Recently on an episode of Dollar Bin Horror Radio, I was asked what my favorite horror remake was. Considering my disdain for most remakes, this was a very tough question. Finally, after a long pause, during which the Italian government changed three times, I came up with the first remake(1978) of this classic film directed by Don Siegel, a man who would later go on to direct one of my favorite non-horror movies, 1971's Dirty Harry.
Based on the novel by Jack Finney, this film focuses on one of my favorite themes in movie and books-loss of individuality. Dr. Miles Bennell (Kevin McCarthy), a local doctor, finds a rash of patients accusing their loved ones of being impostors. Another patient is a former sweetheart of his; recent divorcée Becky Driscoll (Dana Wynter), who tells him that her cousin, Wilma, has this same strange fear about Uncle Ira.
Assured at first by the town psychiatrist, Dr. Dan Kaufman (Larry Gates), that the cases are nothing but "epidemic mass hysteria," Bennell soon discovers, with the help of his friend Jack Belicec (King Donovan), that the townspeople are in fact being replaced by perfect physical duplicates, simulacrums grown from giant plant-like pods. The Pod People are indistinguishable from normal people, except for their utter lack of emotion. The Pod People work together to secretly spread more pods — which grew from "seeds drifting through space for years" — in order to replace the entire human race. Young Ms. Fischer was taken over by the seed pods early in the movie and she begins to plant the seed pods all over town and even targets her students in hopes of having an army of young bodies to help convert others.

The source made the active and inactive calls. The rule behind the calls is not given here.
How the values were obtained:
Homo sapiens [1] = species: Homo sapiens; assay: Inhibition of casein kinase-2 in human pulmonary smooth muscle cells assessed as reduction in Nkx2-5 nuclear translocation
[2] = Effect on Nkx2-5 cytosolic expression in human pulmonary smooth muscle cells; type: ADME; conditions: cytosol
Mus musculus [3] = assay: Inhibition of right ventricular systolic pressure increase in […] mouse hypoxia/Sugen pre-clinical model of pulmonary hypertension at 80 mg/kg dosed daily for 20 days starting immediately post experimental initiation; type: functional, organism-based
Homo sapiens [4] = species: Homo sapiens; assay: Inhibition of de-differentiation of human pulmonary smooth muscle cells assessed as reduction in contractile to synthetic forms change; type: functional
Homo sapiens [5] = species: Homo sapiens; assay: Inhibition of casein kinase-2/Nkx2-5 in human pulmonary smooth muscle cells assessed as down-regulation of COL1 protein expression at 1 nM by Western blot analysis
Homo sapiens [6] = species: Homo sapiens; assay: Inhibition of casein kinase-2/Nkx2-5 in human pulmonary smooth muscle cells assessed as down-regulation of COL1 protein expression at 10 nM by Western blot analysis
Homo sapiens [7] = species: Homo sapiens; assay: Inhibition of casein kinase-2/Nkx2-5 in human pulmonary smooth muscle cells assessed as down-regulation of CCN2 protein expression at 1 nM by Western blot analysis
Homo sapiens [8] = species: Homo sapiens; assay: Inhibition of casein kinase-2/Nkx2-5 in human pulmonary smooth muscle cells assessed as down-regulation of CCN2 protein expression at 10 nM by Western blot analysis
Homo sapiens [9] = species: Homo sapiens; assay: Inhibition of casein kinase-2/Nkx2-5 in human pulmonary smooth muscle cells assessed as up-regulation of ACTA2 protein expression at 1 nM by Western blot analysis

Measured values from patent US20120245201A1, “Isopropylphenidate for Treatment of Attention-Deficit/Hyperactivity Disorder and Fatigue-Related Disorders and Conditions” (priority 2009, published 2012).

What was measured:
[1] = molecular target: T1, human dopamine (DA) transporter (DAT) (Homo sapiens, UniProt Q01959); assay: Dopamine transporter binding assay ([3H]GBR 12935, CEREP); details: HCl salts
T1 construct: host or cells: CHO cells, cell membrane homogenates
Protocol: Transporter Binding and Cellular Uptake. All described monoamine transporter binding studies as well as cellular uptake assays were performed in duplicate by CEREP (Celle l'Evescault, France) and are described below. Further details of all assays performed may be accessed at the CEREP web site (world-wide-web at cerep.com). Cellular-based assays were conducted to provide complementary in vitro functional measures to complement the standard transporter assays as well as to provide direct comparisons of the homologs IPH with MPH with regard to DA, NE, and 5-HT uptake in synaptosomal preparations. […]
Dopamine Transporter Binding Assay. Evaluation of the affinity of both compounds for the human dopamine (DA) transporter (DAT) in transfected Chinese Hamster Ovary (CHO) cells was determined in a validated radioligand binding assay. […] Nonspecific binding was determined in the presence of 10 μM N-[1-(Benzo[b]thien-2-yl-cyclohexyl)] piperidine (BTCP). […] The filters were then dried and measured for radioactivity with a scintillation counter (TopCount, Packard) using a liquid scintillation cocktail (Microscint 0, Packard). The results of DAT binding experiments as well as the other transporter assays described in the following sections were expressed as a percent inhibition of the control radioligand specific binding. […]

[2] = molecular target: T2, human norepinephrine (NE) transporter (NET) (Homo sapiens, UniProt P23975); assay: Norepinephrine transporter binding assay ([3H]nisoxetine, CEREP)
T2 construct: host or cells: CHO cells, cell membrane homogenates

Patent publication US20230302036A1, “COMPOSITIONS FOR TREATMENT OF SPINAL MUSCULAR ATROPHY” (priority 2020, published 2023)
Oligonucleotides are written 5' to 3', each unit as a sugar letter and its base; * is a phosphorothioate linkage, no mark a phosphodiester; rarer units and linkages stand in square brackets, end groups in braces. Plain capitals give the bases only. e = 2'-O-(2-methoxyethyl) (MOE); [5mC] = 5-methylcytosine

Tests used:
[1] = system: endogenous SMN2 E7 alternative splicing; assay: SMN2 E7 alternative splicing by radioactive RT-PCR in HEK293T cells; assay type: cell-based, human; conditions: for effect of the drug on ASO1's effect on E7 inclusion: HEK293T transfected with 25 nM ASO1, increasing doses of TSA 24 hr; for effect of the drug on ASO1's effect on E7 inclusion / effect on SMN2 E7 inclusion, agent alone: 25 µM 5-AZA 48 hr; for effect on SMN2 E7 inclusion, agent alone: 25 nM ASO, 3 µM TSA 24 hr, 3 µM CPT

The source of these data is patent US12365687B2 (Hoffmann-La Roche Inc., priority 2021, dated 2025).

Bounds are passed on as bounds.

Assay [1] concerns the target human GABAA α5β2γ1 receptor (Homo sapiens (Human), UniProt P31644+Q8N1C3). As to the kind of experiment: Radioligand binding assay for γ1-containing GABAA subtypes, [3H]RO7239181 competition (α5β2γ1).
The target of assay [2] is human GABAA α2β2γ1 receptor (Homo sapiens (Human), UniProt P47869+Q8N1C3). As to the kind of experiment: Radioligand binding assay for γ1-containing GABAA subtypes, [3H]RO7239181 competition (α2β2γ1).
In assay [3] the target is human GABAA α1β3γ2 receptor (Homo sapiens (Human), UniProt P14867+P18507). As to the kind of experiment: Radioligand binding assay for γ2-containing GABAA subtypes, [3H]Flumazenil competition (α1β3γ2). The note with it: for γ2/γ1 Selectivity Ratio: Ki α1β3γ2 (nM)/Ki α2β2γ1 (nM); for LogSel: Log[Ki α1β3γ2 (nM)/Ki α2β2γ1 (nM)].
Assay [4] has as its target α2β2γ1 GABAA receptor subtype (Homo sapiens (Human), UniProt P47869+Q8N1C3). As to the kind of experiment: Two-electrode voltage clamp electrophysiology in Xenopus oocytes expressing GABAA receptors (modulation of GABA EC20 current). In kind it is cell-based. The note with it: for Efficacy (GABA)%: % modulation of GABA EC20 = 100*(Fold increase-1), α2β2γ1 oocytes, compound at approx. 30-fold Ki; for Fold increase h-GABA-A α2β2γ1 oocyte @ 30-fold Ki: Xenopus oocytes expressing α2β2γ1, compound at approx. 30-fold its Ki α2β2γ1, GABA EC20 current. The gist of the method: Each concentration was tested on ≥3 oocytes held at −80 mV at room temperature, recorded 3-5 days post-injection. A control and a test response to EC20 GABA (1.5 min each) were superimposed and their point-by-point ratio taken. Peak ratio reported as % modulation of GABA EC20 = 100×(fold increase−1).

The film climaxes with Bennell and Driscoll attempting to escape the Pod People, intending to warn the rest of humanity. They hide; Driscoll fights an overwhelming urge to sleep, but when she briefly drifts away, she is instantly subverted, becoming one of the Pod People. What is scary about this film? Well, how would you feel if you watched as a emotionless version of yourself erupted out of pod? What if you watched as your town or city was being taken over by alien entities and no one believes you?
When it was released, Invasion of the Body Snatchers was described as an allegory for the alleged Communist threats hovering over America. That's one way to look at it, I suppose. Again, what I take away from this film is the theme of loss of individuality. To me, that is more scary then any ideological menace.